All nlsiit the pool h»ld mysteries.
Vasue depths of ntc'H that lay in dream,
Wher"-phantoms of the pale white stars
Wandered, with darkness, tangled gleam,
now it hold" the limpid hebt
And shsdeles* SSBre of the skies.
Wherein, like nome epclspssd gem.
The morning's guide* glauiaw lies.
How the lad may develop will be a
matter of deepest interest to others
than those who have been actively In
terested in his career.
It is not proposed by those who have
his welfare at heart that he shall be
further "educated" or that he shall be
brought into the heart of civilization
Immediately. He lias been advised to
return to his country home, there to
commune with nature and keep his mar
velous gift "unspotted from the world."
Decision in Labor Leaders' Case
Is Reason
WASHINGTON, Aug. I.—- Speaker
"'lark received in his mail today from
Francis T. Tobin, a lawyer of Phila
delphia, a petition for the impeachment
of Justice Daniel Thew Wright of the
district of Columbia supreme court,
because of a recent decision in which
he convicted Samuel Oompers, Frank
Morrison and John Mitchell for con
tempt of court in connection with an
injunction in the noted Bucks Stove
and Range cusp. Speaker- Clark re
ferred tbe petition to the house ju
diciary committc,. without comment.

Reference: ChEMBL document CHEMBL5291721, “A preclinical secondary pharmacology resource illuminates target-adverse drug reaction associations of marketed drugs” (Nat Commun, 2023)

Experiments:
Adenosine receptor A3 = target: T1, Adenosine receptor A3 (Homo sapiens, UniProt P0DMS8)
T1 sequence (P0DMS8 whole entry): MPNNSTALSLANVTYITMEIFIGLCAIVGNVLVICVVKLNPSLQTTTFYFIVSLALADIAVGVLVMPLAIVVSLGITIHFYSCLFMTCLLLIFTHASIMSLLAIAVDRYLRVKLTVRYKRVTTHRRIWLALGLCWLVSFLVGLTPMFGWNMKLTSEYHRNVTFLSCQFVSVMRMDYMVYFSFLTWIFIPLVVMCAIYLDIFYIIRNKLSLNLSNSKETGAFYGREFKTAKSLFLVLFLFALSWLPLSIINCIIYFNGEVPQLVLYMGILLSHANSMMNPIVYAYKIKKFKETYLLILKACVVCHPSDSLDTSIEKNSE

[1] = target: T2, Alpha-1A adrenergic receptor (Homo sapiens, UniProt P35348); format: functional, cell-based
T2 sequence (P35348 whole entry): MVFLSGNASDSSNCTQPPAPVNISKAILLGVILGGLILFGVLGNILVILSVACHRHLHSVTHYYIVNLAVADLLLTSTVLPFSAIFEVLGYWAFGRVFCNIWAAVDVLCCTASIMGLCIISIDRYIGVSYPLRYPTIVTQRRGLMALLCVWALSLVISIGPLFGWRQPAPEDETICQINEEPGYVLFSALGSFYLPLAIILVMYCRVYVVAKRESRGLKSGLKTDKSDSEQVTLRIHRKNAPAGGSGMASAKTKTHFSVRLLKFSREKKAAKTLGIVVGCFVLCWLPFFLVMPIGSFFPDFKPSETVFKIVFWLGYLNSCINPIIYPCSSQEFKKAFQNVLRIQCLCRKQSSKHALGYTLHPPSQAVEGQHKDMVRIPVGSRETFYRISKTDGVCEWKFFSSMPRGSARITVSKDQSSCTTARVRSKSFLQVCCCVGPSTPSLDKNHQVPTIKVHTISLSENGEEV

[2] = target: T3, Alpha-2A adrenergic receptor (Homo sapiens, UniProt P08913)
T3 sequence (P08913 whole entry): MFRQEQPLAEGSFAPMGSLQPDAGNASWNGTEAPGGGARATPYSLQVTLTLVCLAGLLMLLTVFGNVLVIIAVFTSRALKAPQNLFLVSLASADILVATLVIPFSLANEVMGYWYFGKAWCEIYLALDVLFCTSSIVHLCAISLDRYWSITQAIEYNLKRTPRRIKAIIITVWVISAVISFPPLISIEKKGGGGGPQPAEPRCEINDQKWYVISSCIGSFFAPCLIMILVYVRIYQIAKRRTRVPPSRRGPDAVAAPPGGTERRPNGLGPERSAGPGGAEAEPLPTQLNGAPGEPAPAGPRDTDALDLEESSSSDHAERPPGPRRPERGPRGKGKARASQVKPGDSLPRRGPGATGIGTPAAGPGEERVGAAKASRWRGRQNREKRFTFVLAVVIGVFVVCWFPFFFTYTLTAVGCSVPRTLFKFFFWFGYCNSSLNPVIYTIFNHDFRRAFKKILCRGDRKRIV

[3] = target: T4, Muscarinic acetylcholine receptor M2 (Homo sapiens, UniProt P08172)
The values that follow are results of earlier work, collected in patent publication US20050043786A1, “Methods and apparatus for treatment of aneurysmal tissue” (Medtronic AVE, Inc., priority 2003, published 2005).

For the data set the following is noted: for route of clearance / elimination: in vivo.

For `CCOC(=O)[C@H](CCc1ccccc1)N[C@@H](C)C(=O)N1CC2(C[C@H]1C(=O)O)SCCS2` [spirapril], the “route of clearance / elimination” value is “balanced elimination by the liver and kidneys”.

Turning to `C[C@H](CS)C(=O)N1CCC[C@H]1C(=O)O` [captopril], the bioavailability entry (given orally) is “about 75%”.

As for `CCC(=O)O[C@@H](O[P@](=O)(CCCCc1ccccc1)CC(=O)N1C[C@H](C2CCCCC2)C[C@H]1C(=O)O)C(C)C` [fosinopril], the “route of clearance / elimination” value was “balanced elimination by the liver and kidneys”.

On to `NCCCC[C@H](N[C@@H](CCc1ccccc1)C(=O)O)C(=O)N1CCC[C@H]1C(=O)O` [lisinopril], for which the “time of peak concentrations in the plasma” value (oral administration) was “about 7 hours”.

[Special Dispatch io The Call]
SAX MATEO, Aug. I,—City officials j
and representatives of the various civic i
bodies of San Mateo have prepared to
entertain the Oakland Boys' club band.
Which will arrive here tomorrow night
to give the last open air concert of a
six weeks' tour of the state. The
trustees of the San Mateo high school
| decided to allow the little transbay
j musician- to camp on f*he school prop
erty, where the visitors will be accorded
i a hearty welcome. The concert will he
given in the city plaza at 8 o'do< k.
The officers of the boys' club are: Prof.
I Conrad Horst. instructor; V, Eugene
I Ferry, conductor, and F. E. Mummert,
DEATH STOPS SOLO Newton, la.. Aug. I. -
Just us he was rti'Kiiinfiijr to sing the ••Mlse
rere" from "II Trovatorc" last night. Iran
<-'sco AlMacb. tin. Spanish tenor, appearing be
fore a 1«"'h1 audience. Ml over <vi the stage
unconscious. Trvlay he died. Alhlaoh't" home
was in I'aris, where, it is said, his wife re
sides. She has been notified. His death was
ascribed to neuralgia of the heart.
Aug._ IMrs. Florence Rernstein. aceuaed <>f
the murder of her husband, was in Judge Ho
nore's court thi* afternoon, ready to go to
trial. On account of the crowded 'condition of
the ducket the trial was yos-tpoacd uutil Au
gust {5.
Three Witnesses Identify Gun
Man and Chauffeur of
Murder Car
Conttnued from Page 1
this murder, and when the police of
this city were telling me they were
searching for him, high and low, un
successfully, i am informed that he
persuaded Rose to make a certain affi
davit. I believe that any lawyer who
did what Hart its said to have done
ought to be disbarred. And I shall
take steps to see that he is disbarred."
Hart, a former assistant district at
torney, flamed crimson at this accusa
tion. He said that he was willing to
answer any question that was not In